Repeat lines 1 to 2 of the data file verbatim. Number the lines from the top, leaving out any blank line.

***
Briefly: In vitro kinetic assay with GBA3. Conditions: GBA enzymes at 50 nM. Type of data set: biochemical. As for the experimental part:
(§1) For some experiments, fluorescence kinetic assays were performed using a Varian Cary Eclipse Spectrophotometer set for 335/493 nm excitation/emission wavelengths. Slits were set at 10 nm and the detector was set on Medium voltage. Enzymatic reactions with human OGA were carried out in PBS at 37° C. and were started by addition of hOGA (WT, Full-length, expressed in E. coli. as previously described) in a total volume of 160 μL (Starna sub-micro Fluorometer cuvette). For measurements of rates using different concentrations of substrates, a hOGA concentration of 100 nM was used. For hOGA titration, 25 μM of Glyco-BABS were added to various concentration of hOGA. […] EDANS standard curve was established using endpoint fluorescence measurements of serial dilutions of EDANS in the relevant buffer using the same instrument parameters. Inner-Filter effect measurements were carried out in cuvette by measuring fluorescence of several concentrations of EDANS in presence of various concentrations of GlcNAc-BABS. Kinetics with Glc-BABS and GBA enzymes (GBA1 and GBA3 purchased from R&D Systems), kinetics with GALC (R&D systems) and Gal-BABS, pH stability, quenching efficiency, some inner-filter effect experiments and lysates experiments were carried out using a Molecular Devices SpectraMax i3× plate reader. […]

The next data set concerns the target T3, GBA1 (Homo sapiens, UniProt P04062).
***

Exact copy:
Briefly: In vitro kinetic assay with GBA3. Conditions: GBA enzymes at 50 nM. Type of data set: biochemical. As for the experimental part:
(§1) For some experiments, fluorescence kinetic assays were performed using a Varian Cary Eclipse Spectrophotometer set for 335/493 nm excitation/emission wavelengths. Slits were set at 10 nm and the detector was set on Medium voltage. Enzymatic reactions with human OGA were carried out in PBS at 37° C. and were started by addition of hOGA (WT, Full-length, expressed in E. coli. as previously described) in a total volume of 160 μL (Starna sub-micro Fluorometer cuvette). For measurements of rates using different concentrations of substrates, a hOGA concentration of 100 nM was used. For hOGA titration, 25 μM of Glyco-BABS were added to various concentration of hOGA. […] EDANS standard curve was established using endpoint fluorescence measurements of serial dilutions of EDANS in the relevant buffer using the same instrument parameters. Inner-Filter effect measurements were carried out in cuvette by measuring fluorescence of several concentrations of EDANS in presence of various concentrations of GlcNAc-BABS. Kinetics with Glc-BABS and GBA enzymes (GBA1 and GBA3 purchased from R&D Systems), kinetics with GALC (R&D systems) and Gal-BABS, pH stability, quenching efficiency, some inner-filter effect experiments and lysates experiments were carried out using a Molecular Devices SpectraMax i3× plate reader. […]